:waytogo:

I'd like to see the clutch levers redone perhaps but that is about it.

#6 HaleBopper

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Posted 20 January 2009 - 08:20 AM

I'll assume that one can buy better quality cables from somewhere? I suppose that won't change how they are connected to the mount. Do they simply get in the way of operation?

What are the limit switches and how do they work or not work? What do you do to get them going?

Thanks.

#7 Jeff55

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Posted 20 January 2009 - 11:26 AM

Bobby;
Has there been discussion of a revised or updated GCE...I especially agree that if they changed the design to be a smaller, lower cost version of the CGE PRO...that would be a mount to want.

#8 MichaelW

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Posted 20 January 2009 - 11:37 AM

Funny Jeff, I sent an email to Celestron asking more or less the exact same thing. I loved my CGE. There was some what I considered minor issues, but the mount itself was fantastic. I still think it has a great future and a little tweaking would make it a long time fixture.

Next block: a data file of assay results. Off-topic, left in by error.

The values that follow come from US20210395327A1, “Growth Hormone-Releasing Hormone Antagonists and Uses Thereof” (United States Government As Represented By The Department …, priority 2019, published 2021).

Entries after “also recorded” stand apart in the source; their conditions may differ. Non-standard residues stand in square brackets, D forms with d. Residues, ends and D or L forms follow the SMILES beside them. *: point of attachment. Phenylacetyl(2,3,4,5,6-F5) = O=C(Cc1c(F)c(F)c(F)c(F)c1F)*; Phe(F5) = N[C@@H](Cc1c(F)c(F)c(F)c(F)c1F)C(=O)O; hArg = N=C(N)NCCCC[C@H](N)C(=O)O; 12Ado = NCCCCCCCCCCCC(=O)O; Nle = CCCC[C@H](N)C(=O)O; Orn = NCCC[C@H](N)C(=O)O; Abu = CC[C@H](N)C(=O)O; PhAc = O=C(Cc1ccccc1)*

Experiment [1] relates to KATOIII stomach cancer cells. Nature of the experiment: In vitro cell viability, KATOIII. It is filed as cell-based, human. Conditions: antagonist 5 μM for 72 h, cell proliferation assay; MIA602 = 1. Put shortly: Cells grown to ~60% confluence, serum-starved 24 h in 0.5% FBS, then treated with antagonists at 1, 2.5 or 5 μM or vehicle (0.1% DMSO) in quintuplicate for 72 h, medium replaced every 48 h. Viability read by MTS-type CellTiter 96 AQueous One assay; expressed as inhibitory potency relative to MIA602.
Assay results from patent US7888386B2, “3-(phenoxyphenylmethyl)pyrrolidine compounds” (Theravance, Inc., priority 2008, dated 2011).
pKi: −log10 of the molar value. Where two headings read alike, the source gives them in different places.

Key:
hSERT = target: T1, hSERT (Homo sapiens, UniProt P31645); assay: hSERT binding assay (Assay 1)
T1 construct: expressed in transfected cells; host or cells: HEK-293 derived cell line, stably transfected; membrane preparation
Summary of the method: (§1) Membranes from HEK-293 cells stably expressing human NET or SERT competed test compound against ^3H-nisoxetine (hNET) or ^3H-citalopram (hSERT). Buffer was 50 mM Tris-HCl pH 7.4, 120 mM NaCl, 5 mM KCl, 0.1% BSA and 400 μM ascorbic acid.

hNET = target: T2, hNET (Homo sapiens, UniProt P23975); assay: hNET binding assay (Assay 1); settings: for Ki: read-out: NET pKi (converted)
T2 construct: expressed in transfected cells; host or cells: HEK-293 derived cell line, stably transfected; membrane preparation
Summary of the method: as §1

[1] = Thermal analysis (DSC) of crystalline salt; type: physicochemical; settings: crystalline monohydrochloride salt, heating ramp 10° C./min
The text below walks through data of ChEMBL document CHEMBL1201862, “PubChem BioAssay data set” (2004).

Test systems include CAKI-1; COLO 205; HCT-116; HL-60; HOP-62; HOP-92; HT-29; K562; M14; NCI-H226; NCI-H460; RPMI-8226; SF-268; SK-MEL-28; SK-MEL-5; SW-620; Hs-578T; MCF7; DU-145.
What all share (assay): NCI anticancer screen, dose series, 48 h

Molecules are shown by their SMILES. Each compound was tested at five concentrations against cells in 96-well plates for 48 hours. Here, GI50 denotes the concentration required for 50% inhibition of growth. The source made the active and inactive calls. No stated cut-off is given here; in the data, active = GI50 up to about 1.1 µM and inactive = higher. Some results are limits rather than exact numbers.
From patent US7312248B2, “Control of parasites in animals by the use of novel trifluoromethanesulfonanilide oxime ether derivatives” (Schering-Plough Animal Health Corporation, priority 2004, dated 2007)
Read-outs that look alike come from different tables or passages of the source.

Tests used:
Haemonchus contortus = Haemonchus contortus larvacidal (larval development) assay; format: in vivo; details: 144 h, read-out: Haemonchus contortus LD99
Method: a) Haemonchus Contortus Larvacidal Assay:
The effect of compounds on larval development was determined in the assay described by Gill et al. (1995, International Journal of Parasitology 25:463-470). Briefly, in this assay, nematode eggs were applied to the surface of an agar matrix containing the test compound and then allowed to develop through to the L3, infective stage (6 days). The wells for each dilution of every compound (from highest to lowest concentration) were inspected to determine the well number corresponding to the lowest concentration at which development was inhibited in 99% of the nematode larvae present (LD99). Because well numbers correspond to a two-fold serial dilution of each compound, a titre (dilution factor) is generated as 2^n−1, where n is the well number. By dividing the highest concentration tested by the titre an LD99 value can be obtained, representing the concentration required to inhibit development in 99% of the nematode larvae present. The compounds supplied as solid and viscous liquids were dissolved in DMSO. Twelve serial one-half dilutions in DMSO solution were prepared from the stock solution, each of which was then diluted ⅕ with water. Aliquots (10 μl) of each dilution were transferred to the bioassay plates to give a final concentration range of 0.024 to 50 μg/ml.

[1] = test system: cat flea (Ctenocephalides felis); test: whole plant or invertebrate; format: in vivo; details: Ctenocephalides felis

#9 Strgazr27

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Posted 20 January 2009 - 11:53 AM

Bobby;
Has there been discussion of a revised or updated GCE...I especially agree that if they changed the design to be a smaller, lower cost version of the CGE PRO...that would be a mount to want.


Jeff,

Not that I am aware of but it seems like a logical step with the release of the CGEM as well as the Pro. It would seem like a logical step for them to take and if any Ceelstron reps are listening.........Have at it! :)

#10 Tapio

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Posted 20 January 2009 - 12:04 PM

How about the meridian flip with CGE ?
Can you avoid it now ?

#11 Strgazr27

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Posted 20 January 2009 - 12:14 PM

How about the meridian flip with CGE ?
Can you avoid it now ?


Tapio,

Welcome to CN's!

The meridian flip can not be avoided with the CGE due to it's limit switches. Although this can be an inconvenience even the mighty Paramount ME needs to do a flip ;)

#12 TheMenace

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Posted 20 January 2009 - 12:28 PM